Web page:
j. low

Low

[loh]
noun
1.
David, 1891–1963, English political cartoonist, born in New Zealand.
2.
Juliette, 1860–1927, founder of Girl Scouts in the U.S.
3.
Seth, 1850–1916, U.S. political reformer, educator, and politician.
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World English Dictionary
low1 (ləʊ)
 
adj
1.  having a relatively small distance from base to top; not tall or high: a low hill; a low building
2.  a.  situated at a relatively short distance above the ground, sea level, the horizon, or other reference position: low cloud
 b.  (in combination): low-lying
3.  a.  involving or containing a relatively small amount of something: a low supply
 b.  (in combination): low-pressure
4.  a.  having little value or quality
 b.  (in combination): low-grade
5.  of less than the usual or expected height, depth, or degree: low temperature
6.  a.  (of numbers) small
 b.  (of measurements) expressed in small numbers
7.  unfavourable: a low opinion
8.  not advanced in evolution: a low form of plant life
9.  deep: a low obeisance
10.  coarse or vulgar: a low conversation
11.  a.  inferior in culture or status
 b.  (in combination): low-class
12.  in a physically or mentally depressed or weakened state
13.  designed so as to reveal the wearer's neck and part of the bosom: a low neckline
14.  with a hushed tone; quiet or soft: a low whisper
15.  of relatively small price or monetary value: low cost
16.  music relating to or characterized by a relatively low pitch
17.  (of latitudes) situated not far north or south of the equator
18.  having little or no money
19.  abject or servile
20.  phonetics Compare high of, relating to, or denoting a vowel whose articulation is produced by moving the back of the tongue away from the soft palate or the blade away from the hard palate, such as for the a in English father
21.  (of a gear) providing a relatively low forward speed for a given engine speed
22.  (usually capital) of or relating to the Low Church
 
adv
23.  in a low position, level, degree, intensity, etc: to bring someone low
24.  at a low pitch; deep: to sing low
25.  at a low price; cheaply: to buy low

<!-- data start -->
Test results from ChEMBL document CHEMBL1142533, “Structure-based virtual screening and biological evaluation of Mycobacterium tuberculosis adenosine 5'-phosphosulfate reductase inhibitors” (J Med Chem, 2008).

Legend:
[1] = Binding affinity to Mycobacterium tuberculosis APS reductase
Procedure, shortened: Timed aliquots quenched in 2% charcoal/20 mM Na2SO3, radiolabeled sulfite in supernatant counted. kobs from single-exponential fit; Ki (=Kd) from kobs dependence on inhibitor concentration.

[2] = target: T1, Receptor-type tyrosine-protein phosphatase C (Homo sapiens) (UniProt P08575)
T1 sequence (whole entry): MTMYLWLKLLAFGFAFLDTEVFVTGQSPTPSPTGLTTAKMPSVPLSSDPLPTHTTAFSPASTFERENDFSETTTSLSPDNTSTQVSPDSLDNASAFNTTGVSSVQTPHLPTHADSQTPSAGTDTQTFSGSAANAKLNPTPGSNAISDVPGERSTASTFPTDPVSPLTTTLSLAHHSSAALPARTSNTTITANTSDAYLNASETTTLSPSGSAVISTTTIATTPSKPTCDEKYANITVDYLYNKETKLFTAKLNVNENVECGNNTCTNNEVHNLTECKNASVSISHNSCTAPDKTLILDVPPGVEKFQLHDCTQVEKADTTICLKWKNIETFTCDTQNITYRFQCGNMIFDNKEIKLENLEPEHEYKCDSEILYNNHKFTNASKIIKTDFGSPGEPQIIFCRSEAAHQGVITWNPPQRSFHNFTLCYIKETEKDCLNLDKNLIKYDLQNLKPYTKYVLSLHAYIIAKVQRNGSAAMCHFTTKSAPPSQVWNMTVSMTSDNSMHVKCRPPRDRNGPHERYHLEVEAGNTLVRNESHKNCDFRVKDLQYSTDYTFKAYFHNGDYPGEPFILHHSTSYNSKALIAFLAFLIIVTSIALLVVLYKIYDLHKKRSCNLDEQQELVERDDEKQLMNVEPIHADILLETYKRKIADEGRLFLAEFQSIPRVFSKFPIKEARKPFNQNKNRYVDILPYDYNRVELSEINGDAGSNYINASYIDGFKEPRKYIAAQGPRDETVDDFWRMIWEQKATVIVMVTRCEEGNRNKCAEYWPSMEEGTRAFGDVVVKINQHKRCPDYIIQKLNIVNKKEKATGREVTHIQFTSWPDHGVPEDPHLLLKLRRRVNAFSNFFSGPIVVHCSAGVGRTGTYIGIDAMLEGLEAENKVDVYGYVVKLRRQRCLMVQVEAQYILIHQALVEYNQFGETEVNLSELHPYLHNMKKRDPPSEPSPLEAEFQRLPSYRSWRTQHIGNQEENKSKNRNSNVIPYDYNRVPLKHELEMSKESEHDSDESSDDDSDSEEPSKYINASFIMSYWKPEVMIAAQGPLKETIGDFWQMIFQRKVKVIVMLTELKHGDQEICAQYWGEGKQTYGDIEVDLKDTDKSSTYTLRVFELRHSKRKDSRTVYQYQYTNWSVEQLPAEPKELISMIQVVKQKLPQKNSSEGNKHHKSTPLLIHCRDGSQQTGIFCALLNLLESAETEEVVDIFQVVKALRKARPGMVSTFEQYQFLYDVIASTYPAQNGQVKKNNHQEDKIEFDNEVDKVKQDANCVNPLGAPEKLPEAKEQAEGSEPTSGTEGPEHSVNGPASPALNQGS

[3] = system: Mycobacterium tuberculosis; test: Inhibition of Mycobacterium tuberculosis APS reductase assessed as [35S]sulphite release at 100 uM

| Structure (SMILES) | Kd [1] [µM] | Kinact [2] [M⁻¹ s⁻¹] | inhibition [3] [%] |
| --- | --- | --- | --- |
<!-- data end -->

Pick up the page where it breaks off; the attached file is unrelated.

26.  lay low
 a.  to cause to fall by a blow
 b.  to overcome, defeat or destroy
27.  lie low
 a.  to keep or be concealed or quiet
 b.  to wait for a favourable opportunity
 
n
28.  a low position, level, or degree: an all-time low
29.  an area of relatively low atmospheric pressure, esp a depression
30.  electronics Compare high the voltage level in a logic circuit corresponding to logical zero
 
[C12 lāh, from Old Norse lāgr; related to Old Frisian lēch low, Dutch laag]
 
'lowness1
 
n

low2 (ləʊ)
 
n
1.  the sound uttered by cattle; moo
 
vb
2.  to make or express by a low or moo
 
[Old English hlōwan; related to Dutch loeien, Old Saxon hlōian]

Low (ləʊ)
 
n
See blimp Sir David. 1891--1963, British political cartoonist, born in New Zealand: created Colonel Blimp

Collins English Dictionary - Complete & Unabridged 10th Edition
2009 © William Collins Sons & Co. Ltd. 1979, 1986 © HarperCollins
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Etymonline
Word Origin & History

low
M.E. lah (mid-12c.), from O.N. lagr "low," from P.Gmc. *lægaz (cf. O.Fris. lech, Du. laag, Ger. läge "low"), lit. "that which is lying flat;" related to O.E. licgan (see lie (v.)). Meaning "humble in rank" is from c.1200; "undignified" is from 1550s; sense of "dejected,
dispirited" is attested from 1737. In reference to sounds, it is attested from early 15c. In geographical usage, it refers to the part of a country near the sea-shore (c.1300; cf. Low Countries "Holland, Belgium, Luxemburg," 1540s).

low
O.E. hlowan "make a noise like a cow," from P.Gmc. *khlo- (cf. M.Du. loeyen, O.H.G. hluojen), from onomatopoeic PIE base *kla- (see claim).
Online Etymology Dictionary, © 2010 Douglas Harper
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